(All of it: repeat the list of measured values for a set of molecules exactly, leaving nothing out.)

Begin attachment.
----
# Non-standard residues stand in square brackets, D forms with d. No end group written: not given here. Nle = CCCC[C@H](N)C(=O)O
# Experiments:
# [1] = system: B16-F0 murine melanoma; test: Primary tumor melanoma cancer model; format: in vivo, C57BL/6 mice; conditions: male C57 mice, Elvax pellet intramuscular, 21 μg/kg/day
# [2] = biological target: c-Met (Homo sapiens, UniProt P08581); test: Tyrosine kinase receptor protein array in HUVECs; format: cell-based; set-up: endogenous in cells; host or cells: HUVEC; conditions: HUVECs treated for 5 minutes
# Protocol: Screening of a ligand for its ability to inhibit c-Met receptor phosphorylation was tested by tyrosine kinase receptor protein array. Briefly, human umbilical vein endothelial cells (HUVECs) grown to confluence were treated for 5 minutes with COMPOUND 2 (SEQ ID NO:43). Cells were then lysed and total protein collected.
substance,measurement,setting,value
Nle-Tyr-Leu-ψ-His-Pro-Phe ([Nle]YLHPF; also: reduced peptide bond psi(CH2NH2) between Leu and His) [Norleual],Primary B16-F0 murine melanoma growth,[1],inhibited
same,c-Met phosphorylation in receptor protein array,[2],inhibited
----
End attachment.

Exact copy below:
# Non-standard residues stand in square brackets, D forms with d. No end group written: not given here. Nle = CCCC[C@H](N)C(=O)O
# Experiments:
# [1] = system: B16-F0 murine melanoma; test: Primary tumor melanoma cancer model; format: in vivo, C57BL/6 mice; conditions: male C57 mice, Elvax pellet intramuscular, 21 μg/kg/day
# [2] = biological target: c-Met (Homo sapiens, UniProt P08581); test: Tyrosine kinase receptor protein array in HUVECs; format: cell-based; set-up: endogenous in cells; host or cells: HUVEC; conditions: HUVECs treated for 5 minutes
# Protocol: Screening of a ligand for its ability to inhibit c-Met receptor phosphorylation was tested by tyrosine kinase receptor protein array. Briefly, human umbilical vein endothelial cells (HUVECs) grown to confluence were treated for 5 minutes with COMPOUND 2 (SEQ ID NO:43). Cells were then lysed and total protein collected.
substance,measurement,setting,value
Nle-Tyr-Leu-ψ-His-Pro-Phe ([Nle]YLHPF; also: reduced peptide bond psi(CH2NH2) between Leu and His) [Norleual],Primary B16-F0 murine melanoma growth,[1],inhibited
same,c-Met phosphorylation in receptor protein array,[2],inhibited